ATLANTIC CITY — Just before dawn, a small team gathers inside a conference room on the second floor of the Bus Terminal on Atlantic Avenue.
The group of social service outreach workers and law-enforcement officials has one goal: get people the help they need by any means necessary.
By combing the streets in the early morning hours, Volunteers of America and the NJ Transit Police Department encounter people with mental health disorders, substance dependency, financial troubles and legal issues.
And while most of the city’s residents, workers and visitors would rather avoid interactions with that segment of the population, VOA and the NJTPD actively seek them out to offer assistance with housing, food, clothing, addiction and detox treatments, transportation, vocational placement and securing legal identification.
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“It really is about meeting people where they’re at,” said Amanda Leese, regional director for Atlantic City, Volunteers of America Delaware Valley.
Each day, the social service outreach team begins at the bus depot before moving on to other known “hot spots” throughout the seaside resort where the city’s most vulnerable can be found.
Casino bus terminals are among those areas where the outreach team knows they will encounter those in need of services. The terminals provide shelter from the elements, a certain degree of security, electrical outlets for those fortunate enough to have devices in need of charging and the possibility to scrape together some money.
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On Tuesday morning, the outreach team parked a white cargo van outside the bus terminal at Caesars Atlantic City. From Pacific Avenue, it was clear no fewer than a half dozen people were sleeping inside.
Once inside, Leese and NJTPD Officer Gary Denamen make contact with a man they’ve encountered before but who has repeatedly rejected help.
Leese said over the course of two years, the man has turned down help while also having several run-ins with law enforcement.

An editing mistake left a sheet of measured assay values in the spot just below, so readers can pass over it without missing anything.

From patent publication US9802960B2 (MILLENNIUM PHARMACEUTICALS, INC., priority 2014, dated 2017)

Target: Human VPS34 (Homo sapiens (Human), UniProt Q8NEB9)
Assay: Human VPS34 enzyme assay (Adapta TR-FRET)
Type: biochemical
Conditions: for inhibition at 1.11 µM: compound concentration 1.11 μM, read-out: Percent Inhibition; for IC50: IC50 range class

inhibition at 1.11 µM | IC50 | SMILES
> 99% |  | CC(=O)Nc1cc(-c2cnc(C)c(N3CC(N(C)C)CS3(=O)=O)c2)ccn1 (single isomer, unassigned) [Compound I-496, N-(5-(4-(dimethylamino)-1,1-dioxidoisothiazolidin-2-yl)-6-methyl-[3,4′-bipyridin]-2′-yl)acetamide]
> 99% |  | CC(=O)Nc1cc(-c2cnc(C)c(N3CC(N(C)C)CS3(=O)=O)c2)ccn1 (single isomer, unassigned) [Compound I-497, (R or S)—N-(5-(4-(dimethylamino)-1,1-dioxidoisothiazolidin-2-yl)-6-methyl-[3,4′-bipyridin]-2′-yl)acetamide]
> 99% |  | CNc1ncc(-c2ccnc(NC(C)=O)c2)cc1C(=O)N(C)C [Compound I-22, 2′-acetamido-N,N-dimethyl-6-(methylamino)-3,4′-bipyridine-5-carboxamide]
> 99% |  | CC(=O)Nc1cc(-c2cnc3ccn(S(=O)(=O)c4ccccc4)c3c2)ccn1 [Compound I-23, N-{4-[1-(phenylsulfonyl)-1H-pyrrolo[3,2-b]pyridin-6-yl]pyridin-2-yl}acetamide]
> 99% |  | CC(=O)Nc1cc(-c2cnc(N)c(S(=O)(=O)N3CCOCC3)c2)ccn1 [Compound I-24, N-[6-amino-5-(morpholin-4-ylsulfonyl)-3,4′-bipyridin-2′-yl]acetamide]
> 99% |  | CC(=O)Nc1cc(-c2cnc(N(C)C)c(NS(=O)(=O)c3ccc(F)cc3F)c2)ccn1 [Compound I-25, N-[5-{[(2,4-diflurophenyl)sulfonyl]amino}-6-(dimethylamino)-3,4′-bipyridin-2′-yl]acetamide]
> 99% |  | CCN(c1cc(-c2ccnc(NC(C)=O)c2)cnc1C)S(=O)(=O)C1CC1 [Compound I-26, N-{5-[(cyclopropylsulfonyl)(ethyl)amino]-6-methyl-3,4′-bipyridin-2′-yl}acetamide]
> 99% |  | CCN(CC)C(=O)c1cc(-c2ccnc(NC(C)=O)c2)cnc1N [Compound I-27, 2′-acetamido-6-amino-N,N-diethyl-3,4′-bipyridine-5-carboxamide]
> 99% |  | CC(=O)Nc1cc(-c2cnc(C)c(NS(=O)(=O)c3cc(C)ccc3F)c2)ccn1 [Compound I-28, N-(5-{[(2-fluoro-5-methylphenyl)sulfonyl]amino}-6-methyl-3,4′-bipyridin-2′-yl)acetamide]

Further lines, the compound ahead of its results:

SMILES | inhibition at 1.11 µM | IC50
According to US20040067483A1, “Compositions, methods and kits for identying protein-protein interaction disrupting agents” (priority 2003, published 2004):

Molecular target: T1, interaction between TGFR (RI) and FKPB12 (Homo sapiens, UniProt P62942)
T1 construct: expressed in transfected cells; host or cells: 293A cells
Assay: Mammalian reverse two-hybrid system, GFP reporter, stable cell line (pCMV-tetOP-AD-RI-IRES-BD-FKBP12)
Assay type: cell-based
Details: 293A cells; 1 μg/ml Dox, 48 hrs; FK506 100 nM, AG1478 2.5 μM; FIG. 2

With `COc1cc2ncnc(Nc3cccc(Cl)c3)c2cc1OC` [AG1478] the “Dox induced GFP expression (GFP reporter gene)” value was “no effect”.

But, on this day, he accepts the team’s offer. He’s told another van is on its way to pick him up and bring him to the VOA offices on Pennsylvania Avenue.
The immediacy with which VOA can connect people with appropriate services is part of what makes the faith-based nonprofit uniquely successful in its outreach efforts.
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Rather than wait for a detox center to have an available bed or the court system to run someone’s record for outstanding warrants, VOA has created partnerships that allow the organization to act quickly.
“What we do in Atlantic City works really well,” said Dan Sperrazza, senior vice president of government relations for Volunteers of America Delaware Valley. “We use an evidence-based approach that shows what we’re doing is really having an impact.”
By tracking both the number of people they encountered and the number they connected to services, the organization can monitor what works and what doesn’t.
In 2018, VOA in Atlantic City and Camden recorded 6,198 encounters while tallying 2,466 engagements (connections to services). Four-hundred fifty-seven of those engagements resulted in transitional housing services being provided while 265 resulted in mental health or substance-use disorder treatment.
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“We stopped using cookie-cutter blanket methods that say one size fits all,” said Leese.
The hodgepodge of social services offered in most places throughout the country is often complex, even for those in the know. Understanding that those who live on the street, were just released from incarceration or are suffering from underlying mental disabilities would find the system even more confounding drove the outreach team’s efforts to design something more effective.
Denaman spent nearly a month “undercover” as a homeless person in Atlantic City and interacting with those most in need. What he learned helped the outreach team decide how best to tackle the issues at hand.
“A lot of frustration (from the people on the street) was that all these programs are great, all these agencies are great,” he said. “But (the agencies) only want to help us when they want to, not when we want the help.”
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Once a person is linked up with VOA, the organization and its partners, such as NJTPD, monitor their progress. Besides ensuring the individual is receiving the appropriate care, the method allows agencies to coordinate.
“At every point in the system — from entry to exit — we have contact,” said Leese.
Denaman said the methodology is akin to the old adage of “quality over quantity.” He said most people the outreach team encounters will initially reject assistance — often multiple times — but the persistence usually pays off.
The man from the Caesars bus terminal was one of three people to get connected to social services Tuesday morning. On Wednesday, the outreach team will be out again.
Sperrazza said the constant effort was similar to advertising, where repetition breeds results.
“You have to keep in their faces about services,” he said. “We keep coming back.”